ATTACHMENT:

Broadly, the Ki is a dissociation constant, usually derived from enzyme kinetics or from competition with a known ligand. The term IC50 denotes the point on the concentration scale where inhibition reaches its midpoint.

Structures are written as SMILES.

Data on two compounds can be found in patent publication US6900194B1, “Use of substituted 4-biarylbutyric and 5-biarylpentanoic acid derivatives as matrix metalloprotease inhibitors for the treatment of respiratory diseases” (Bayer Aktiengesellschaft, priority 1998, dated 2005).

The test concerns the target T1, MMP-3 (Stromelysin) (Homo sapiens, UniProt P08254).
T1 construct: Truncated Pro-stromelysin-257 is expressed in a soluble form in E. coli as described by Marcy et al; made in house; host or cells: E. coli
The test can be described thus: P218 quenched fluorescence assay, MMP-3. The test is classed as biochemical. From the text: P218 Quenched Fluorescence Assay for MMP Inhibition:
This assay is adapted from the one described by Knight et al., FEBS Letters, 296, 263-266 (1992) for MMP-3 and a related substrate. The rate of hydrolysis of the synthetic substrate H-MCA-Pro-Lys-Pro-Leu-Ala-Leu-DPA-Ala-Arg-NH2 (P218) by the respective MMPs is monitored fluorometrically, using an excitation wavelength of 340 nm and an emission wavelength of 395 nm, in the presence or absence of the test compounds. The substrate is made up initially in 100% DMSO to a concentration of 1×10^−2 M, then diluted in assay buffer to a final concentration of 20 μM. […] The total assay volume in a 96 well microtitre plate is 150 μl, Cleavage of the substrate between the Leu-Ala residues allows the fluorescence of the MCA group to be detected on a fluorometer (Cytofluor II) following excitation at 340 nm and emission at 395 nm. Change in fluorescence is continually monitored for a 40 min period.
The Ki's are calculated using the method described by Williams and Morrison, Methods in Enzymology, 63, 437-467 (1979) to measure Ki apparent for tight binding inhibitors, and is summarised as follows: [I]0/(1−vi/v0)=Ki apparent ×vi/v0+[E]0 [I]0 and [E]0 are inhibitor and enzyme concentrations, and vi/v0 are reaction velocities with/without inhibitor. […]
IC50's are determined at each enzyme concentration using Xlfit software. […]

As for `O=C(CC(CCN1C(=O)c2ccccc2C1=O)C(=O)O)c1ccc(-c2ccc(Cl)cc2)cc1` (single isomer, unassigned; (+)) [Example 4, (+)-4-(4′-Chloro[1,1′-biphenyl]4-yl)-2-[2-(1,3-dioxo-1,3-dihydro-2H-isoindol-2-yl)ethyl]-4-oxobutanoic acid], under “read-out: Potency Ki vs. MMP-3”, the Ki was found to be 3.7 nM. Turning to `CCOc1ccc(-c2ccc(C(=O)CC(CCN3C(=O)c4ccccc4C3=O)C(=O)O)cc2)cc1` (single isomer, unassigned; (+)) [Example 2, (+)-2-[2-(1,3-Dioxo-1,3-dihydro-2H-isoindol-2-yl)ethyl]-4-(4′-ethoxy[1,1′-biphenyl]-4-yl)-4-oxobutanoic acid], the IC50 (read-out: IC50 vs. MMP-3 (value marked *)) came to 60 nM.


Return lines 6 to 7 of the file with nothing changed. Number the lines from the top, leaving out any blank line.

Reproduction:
The test can be described thus: P218 quenched fluorescence assay, MMP-3. The test is classed as biochemical. From the text: P218 Quenched Fluorescence Assay for MMP Inhibition:
This assay is adapted from the one described by Knight et al., FEBS Letters, 296, 263-266 (1992) for MMP-3 and a related substrate. The rate of hydrolysis of the synthetic substrate H-MCA-Pro-Lys-Pro-Leu-Ala-Leu-DPA-Ala-Arg-NH2 (P218) by the respective MMPs is monitored fluorometrically, using an excitation wavelength of 340 nm and an emission wavelength of 395 nm, in the presence or absence of the test compounds. The substrate is made up initially in 100% DMSO to a concentration of 1×10^−2 M, then diluted in assay buffer to a final concentration of 20 μM. […] The total assay volume in a 96 well microtitre plate is 150 μl, Cleavage of the substrate between the Leu-Ala residues allows the fluorescence of the MCA group to be detected on a fluorometer (Cytofluor II) following excitation at 340 nm and emission at 395 nm. Change in fluorescence is continually monitored for a 40 min period.